clinicalupdate 74 AUGUST 2004 By Mary Birch Obstructive sleep apnoea and breathing retraining About the author Mary Birch, RN, BA, MBioE, Grad Dip Soc, is a registered Buteyko practitioner. Introduction Obstructive sleep apnoea (OSA) is a sleep disorder where repeated upper airway obstruction during sleep leads to a decrease in blood oxygen saturation and disrupted sleep. Current treatment options include oral appliances, surgery, and/or the use of a continuous positive airway pressure (CPAP) machine. However, breathing retraining with the Buteyko Institute Method (BIM) is a safe, effective and convenient approach to OSA that could help eliminate the need for surgery or CPAP. This paper examines the role of breathing retraining in OSA and presents a case study to illustrate its effectiveness. Hyperventilation, OSA and
thousands of years, it is only in the last
breathing retraining Apnoea is defined as the total cessation
of airflow at the nose and mouth, lasting
more. Hypopnoea is generally taken to
associated with lack of quality sleep.
Buteyko dedicated his life to researching
tired, irritable, sleepy during the day,
Buteyko developed spreadinternationally in 1991, and is now used
Dysfunctional breathing and OSA
with ageing, obesity or airway anatomy. OSA profile
airway and a drop in oxygen saturation.
2 clinicalupdate pH shift: CO2 deficit HYPERVENTILATION (respiratory (hypocapnia) alkalosis) BUTEYKO THEORY AND Bohr Effect Bohr Effect OBSTRUCTIVE SLEEP APNOEA Compensation: pH normalised 2 increase (hypoxia) Hyperventilation
breaths, snoring, frequent waking at night
sweating, irritability, lack of concentration,
body are critical in many conditions.
The optimal level of CO2 in the air sacs is
consisting of fluticasone and salmeterol).
gradual alkaline reaction in the lungs.
gradual alkaline reaction in the lungs is
machine, but found it was not effective in
while performing daily living activities and
possibility of surgery to alleviate his OSA.
means of a haemoglobin (Hb) molecule.
day. These exercises, totalling around 15
O2 is bound tighter than normal to the Hb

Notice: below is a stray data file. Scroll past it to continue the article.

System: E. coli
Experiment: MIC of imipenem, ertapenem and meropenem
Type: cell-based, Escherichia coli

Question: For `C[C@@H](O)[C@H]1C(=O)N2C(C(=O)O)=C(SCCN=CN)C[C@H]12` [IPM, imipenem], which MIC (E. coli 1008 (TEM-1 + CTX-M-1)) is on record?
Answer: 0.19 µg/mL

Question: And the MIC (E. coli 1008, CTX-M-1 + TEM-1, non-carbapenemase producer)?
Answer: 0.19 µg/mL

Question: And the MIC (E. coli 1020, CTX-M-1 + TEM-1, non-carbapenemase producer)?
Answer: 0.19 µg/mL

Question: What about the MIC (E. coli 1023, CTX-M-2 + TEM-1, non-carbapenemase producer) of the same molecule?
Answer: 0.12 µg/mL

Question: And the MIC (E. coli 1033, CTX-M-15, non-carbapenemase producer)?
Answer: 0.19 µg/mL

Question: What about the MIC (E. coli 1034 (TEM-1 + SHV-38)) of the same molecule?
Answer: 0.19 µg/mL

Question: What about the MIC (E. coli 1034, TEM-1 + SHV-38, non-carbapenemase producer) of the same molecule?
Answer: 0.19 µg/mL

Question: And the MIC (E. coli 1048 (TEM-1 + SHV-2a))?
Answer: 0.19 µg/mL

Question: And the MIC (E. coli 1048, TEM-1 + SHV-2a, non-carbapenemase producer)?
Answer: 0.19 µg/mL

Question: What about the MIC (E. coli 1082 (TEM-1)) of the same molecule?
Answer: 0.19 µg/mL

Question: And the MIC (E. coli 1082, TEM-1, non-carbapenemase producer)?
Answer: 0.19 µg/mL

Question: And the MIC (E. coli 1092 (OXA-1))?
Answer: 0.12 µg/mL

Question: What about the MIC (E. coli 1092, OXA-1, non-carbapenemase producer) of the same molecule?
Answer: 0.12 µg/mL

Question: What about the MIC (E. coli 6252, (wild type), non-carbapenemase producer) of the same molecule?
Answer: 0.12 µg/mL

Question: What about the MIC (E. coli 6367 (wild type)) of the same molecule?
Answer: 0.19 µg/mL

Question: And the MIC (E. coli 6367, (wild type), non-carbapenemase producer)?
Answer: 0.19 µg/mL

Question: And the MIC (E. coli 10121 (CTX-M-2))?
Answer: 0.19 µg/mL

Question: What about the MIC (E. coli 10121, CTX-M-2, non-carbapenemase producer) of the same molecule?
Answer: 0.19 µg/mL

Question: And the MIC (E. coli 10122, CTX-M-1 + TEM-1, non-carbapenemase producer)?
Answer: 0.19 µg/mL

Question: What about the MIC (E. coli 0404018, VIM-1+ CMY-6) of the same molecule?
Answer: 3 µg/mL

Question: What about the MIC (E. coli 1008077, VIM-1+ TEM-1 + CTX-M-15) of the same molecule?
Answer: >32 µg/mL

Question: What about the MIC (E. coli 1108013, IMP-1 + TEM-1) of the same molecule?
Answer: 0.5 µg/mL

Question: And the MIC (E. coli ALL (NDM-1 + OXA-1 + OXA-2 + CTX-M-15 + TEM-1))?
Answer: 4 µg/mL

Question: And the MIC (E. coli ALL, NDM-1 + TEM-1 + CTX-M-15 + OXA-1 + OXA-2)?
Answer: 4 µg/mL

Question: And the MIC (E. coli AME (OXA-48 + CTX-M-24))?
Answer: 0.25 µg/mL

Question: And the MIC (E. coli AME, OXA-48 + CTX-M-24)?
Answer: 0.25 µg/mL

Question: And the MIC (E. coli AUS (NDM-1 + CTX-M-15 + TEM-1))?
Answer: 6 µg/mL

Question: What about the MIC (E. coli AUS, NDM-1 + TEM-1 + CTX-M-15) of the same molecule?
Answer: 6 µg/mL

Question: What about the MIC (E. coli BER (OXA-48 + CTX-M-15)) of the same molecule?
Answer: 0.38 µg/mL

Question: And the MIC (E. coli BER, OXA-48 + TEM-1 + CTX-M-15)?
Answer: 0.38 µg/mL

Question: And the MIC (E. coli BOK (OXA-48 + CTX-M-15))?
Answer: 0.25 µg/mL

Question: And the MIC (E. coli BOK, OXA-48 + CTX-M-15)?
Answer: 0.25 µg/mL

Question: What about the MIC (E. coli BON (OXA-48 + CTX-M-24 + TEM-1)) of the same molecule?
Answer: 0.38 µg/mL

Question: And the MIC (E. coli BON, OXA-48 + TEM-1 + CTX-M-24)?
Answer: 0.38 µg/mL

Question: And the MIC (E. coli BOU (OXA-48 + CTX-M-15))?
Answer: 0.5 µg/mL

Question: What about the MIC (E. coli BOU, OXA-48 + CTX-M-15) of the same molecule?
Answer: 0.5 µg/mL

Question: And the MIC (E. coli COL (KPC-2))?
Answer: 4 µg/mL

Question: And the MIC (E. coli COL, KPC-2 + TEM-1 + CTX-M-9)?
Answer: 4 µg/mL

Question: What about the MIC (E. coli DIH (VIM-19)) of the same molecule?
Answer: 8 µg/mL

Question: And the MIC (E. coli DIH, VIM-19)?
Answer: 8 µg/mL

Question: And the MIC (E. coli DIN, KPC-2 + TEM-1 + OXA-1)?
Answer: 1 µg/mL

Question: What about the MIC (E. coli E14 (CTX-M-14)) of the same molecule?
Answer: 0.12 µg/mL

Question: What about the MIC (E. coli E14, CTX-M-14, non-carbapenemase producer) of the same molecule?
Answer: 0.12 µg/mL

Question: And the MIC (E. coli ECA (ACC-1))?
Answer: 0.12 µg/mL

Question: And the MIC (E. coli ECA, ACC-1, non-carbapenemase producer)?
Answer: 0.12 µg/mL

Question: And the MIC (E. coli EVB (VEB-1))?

he only used the CPAP intermittently. Assessment
obviously tired and distressed, unable to
available to the tissues. Therefore, when
concentrate or listen effectively, and at
overweight. John’s initial pulse was high
(at 96) and his respiration rate was 20 per
better and the night sweats had stopped.
breathing, ie. mouth-breathing constantly,
night only and stated that he was feeling
A case study
When John, (not his real name) a 44
improved as were his asthma symptoms.
and the Seretide had been withdrawn. BIM breathing retraining
He was now taking Flixotide (fluticasone)
clinicalupdate 3 Conclusion
results obtained in the first clinical trial of
Institute Method offers a safe, effective,
the need for surgery, oral appliances, or
The benefits of breathing retraining have
and the severity of their condition.
clinical practice in teaching BIM courses
20 episodes of apnoea or hypopnoea alternatives, there are no side effects with
throughout the night without the CPAP. Treatment options
His breathing had improved significantly,
generally involve surgery or nightly however, there are currently no trials
breathing exercises three times per day.
elated, to say: ‘I’ve had repeat sleep
studies done and I don’t have apnoeas at
available do not support the use of drugs
all. Based on the results, I don’t need
Every breath you take, New Holland
Publishers (Australia) Pty. Ltd., Sydney, 1997.
3 Bridgman, S.A., et al. Surgery for obstructive sleepapnoea, Cochrane Review, Issue 2, 2004. Available
/AB001004.htm. Accessed 18 June 2004.
4 National Health and Medical Research Council,
Effectiveness of nasal continuous positive airwaypressure (nCPAP) in obstructive sleep apnoea inadults, 2000. Available at http://www.nhmrc.gov.au/
include dry nose, mouth or throat, rhinitis,
7 Bowler, S.D., et al. Buteyko breathing techniques in
Flixotide (very low dose) daily for ‘security
asthma: A blinded randomised controlled trial,Medical Journal of Australia, December 1998, 169,
Incidence, morbidity and mortality
8 McHugh, P., et al. Buteyko Breathing Technique forasthma: An effective intervention, The New Zealand
In Australia, a 1995 clinical study found
Medical Journal, December 2003, 116:1187.
find them noisy and intrusive, and people
12 Smith, I., et al. Drug treatments for obstructive sleepapnoea, Cochrane Review, Issue 2, 2004. Available at
http://www.cochrane.org/cochrane/revabstr/AB003002.htm. Accessed 21 June 2004.
surgery for OSA found that no completedtrials were identified to compare surgical
interventions for OSA with other surgical
daytime sleepiness associated with or non-surgical interventions or no
number of studies have suggested thatOSA is associated with premature
mortality, largely as a result of vascular
controlled trials to be carried out in the
Associate Professor Paul Desmond, MBBS FRAC and
co-author of Hepatitis C: A medical and social diagnosis
research should be undertaken to identify
(Clinical Update 73, ANJ July 2004, pp.23-25) is director
of gastroenterology, St Vincent’s Hospital, Melbourne,
monitoring an individual’s sleep patterns
Victoria. The ANJ apologises for its error.
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